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June 01, 2004



>The question is: is there a magic ingredient the games from the first list have that we can steal and inject into our own games?
Altough I don`t believe you could make up a hard-and-fast rule for making games that move the player emotionally (I`ve found that this is behind the feeling of being sad after finishing a game), there are some aspects most of the games I found involving had.
Perhaps the most important of them is character. I found the game Syberia highly involving, despite its almost perfectly linear gameplay (duh) and despite being so hard to figure out what to do to advance the story that I _really_ often had to look at the walkthrough (double duh). But the main character, Kate was not only charming, she also came over as a real person: she had a career, then she was enthust with her mission and, over time, it became more important for her than being a lawyer. I think that`s what you would call a "character arc" in movies. She also had feelings and a life outside the boundaries of the game (she spoke with her mother, her boyfriend on her mobile phone in the middle of the game, etc).
Another important aspect in Syberia was the artwork. It was just plain beautiful, you really wanted to see more of it.
There were similar reasons I found other adventure games or RPGs, like The Longest Journey, The Outcast, even Deus Ex 2 involving - character, artwork and also story.
Diablo2 and Thief also had a story but it wasn`t that visible for me as in those mentioned earlier - I would guess they didn`t have that emotional component which made the characters (not just the avatar but also others) "alive". Diablo2 definitely didn`t have that in my opinion.

Saul Bottcher

Maybe the best word is "longing"? The feeling that the game ended before you learned or experienced all you wanted. The desire to keep living in the game a while longer.

It's one of the few things I don't think can be created by gameplay alone. I think it comes from identifying with the characters, or being moved by the story, or fascinated by the world. In other words, from good writing which is unencumbered by errors in game design.

As Zoltan suggested, Diablo 2, though addictive and well-designed, doesn't resonate on an emotional level at all. It never "captures" the player in the first place.

On the other hand, Chrono Trigger had an involved story with good development of secondary characters. Link to the Past had a fascinating and fun world. In addition, both of these games moved at a fairly brisk pace, not allowing the ideas to get stale.

I'd suggest that the formula is simple: (1) engross the player with good writing, (2) end the game before the feeling fades.

Nathan McKenzie

"I'd suggest that the formula is simple: (1) engross the player with good writing, (2) end the game before the feeling fades"

Is that really it?

Ico barely has any writing at all. The writing in the Zelda games, especially recently, has a very pleasant kind of charm to it, but I really don't think it factors in highly in why I'm sad to leave those worlds. Did Out of This World have any writing at all? And as for the writing in Max Payne 2... well, that seems to be very love it or hate it.

I know with the Zelda games, I grow intensely attached to the _world_ of the game by the time things draw to a conclusion. I think I'm sad to leave the game because I'm sad that I won't get to be in that place any more. Maybe that's just a sign of the artistry with which they crafty their pocket universes?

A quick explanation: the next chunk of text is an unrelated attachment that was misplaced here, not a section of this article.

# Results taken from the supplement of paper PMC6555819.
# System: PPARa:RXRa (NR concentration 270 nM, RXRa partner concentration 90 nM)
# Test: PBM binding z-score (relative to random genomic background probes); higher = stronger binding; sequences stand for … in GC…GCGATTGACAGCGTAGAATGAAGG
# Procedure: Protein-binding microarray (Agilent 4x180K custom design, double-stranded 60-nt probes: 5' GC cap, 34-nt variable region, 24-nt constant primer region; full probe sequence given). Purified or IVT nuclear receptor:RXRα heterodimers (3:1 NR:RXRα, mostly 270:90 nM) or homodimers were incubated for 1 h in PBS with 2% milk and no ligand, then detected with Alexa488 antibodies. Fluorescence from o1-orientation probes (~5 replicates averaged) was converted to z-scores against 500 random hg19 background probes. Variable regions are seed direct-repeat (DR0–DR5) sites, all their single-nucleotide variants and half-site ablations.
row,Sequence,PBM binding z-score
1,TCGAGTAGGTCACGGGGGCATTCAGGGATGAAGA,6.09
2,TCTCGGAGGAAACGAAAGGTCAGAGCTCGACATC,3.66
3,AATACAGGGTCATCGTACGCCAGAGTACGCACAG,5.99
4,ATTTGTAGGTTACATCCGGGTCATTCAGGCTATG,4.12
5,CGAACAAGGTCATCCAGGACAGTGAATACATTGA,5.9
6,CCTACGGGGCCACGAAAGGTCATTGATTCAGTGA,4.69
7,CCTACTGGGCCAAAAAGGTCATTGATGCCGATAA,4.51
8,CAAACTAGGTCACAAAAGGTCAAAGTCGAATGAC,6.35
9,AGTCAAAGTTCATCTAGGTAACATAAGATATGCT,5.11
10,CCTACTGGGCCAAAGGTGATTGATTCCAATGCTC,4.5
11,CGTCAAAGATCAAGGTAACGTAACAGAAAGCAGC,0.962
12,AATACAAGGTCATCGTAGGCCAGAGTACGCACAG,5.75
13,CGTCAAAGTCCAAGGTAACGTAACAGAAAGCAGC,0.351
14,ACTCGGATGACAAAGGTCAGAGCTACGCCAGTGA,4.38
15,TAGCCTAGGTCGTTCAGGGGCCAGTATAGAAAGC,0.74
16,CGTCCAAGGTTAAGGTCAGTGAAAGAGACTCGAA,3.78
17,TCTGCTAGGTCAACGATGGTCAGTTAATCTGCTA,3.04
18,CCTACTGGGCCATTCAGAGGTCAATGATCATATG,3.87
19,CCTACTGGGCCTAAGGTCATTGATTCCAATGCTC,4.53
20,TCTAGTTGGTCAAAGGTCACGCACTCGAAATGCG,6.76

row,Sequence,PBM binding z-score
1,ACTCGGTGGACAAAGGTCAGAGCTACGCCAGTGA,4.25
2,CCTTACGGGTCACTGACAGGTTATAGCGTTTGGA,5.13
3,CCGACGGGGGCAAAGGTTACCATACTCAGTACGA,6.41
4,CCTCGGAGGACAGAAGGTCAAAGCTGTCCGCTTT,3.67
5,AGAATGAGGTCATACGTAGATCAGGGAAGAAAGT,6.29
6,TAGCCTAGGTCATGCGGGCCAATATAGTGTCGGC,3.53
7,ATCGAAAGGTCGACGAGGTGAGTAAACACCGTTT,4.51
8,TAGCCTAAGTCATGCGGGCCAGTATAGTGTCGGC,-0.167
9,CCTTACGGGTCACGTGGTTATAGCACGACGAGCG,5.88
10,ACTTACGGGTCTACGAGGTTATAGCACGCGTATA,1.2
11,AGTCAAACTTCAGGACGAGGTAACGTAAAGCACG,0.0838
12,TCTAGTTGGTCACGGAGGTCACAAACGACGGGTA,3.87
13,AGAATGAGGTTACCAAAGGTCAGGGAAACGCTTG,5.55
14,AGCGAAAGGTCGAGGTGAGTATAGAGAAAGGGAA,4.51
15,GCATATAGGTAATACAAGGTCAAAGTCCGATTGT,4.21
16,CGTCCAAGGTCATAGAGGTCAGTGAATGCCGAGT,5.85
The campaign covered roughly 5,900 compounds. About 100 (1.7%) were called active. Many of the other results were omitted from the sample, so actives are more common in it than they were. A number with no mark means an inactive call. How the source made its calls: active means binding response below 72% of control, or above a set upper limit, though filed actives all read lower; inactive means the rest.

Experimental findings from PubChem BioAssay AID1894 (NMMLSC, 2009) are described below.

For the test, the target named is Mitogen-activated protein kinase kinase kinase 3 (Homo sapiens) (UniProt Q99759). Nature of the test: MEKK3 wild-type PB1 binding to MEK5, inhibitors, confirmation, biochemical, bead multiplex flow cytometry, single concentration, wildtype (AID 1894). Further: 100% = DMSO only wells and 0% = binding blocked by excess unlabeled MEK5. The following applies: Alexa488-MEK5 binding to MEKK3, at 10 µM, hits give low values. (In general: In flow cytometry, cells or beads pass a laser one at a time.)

Ico also has that deep sense of place that fosters emotional attachment, I think, and it also has characters that a player can get very, very drawn to. But it's almost like the world is a character too, somehow.

I think maybe the games in the first category are better about having elements that resonate emotionally very deeply, for some reason, whether through characters (frequently via dialog) or by the world itself.

Many of the second set of games on the other hand, while often technically very well crafted, are almost... bloodless? I would almost want to describe many of them as feeling clinical or detached somehow.


My guess is that the first list is made up of titles that were for the most part groundbreaking, while the second are titles that were well polished gems that followed in the wake of another game.

Jamie Fristrom

I think Saul's onto something, if by 'writing' he doesn't mean dialog per se but storytelling in general, and not just plotting but setting and character and emotion (in which case games with no dialog at all such as *Ico* and *Out of This World* qualify), but then we just move the magic question into 'what makes a good story?' And countless books have been written on that subject but somehow most stories aren't good...
Still, interesting. Even though I like to write fiction I used to be one of those 'story in videogames is like story in porn, get over your frustrated screenwriter syndrome' guys - probably as a reaction to those FMV-heavy days in the early nineties to which *Doom* was the antidote.
Somehow I got from there to thinking good storytelling might be the magic ingredient a videogame needs to linger in the mind of its audience?
Can this quality of 'longing' be measured? When a developer finishes making a game they're usually quite sick of it...so they have no way of knowing if the magic ingredient made it in or not. Was anybody sorry when *Die By The Sword* was over? Or *Spider-Man*? I have no idea.


A better way of putting it than the porn analogy is that story in video games is the 'context for gameplay'. And I think context can definitely detract or add to the experience. (Hey, just like porn, again.)

Sure Tetris is the greatest game ever, but it's one extreme, pure gameplay. At the other extreme I'd put something more like Grim Fandango and Final Fantasy III (The US three). The gameplay wasn't stellar in itself, but those games had amazing style and their stories such substance that the gameplay worked wonderfully.